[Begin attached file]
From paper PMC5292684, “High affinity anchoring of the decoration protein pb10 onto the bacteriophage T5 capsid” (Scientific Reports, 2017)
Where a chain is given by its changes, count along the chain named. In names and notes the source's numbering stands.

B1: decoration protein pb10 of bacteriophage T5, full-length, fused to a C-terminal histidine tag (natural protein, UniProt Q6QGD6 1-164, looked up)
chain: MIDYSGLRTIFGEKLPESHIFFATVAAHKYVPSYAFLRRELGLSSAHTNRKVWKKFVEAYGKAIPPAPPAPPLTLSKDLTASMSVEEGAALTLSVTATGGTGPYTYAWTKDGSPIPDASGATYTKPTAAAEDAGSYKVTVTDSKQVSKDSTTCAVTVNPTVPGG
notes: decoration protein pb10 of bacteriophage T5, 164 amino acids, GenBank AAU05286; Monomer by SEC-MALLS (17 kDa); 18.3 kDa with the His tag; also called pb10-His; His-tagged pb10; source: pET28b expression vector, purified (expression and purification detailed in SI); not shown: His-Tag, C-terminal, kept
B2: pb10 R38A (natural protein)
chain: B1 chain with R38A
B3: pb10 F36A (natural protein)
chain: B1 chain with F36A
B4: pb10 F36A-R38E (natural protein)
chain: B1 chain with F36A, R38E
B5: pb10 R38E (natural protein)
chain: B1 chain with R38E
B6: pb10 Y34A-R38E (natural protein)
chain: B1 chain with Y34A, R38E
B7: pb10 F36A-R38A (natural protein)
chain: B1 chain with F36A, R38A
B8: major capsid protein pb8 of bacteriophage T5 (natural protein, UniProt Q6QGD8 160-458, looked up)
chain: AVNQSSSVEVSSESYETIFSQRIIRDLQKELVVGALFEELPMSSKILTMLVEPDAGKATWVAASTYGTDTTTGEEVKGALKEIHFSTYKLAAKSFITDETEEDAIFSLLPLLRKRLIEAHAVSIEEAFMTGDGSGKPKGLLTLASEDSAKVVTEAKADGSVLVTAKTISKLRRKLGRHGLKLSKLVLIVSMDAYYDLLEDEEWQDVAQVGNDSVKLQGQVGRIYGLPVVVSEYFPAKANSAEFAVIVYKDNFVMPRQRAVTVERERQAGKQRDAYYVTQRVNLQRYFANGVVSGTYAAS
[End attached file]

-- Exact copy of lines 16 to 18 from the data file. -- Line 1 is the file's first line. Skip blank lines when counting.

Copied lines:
B7: pb10 F36A-R38A (natural protein)
chain: B1 chain with F36A, R38A
B8: major capsid protein pb8 of bacteriophage T5 (natural protein, UniProt Q6QGD8 160-458, looked up)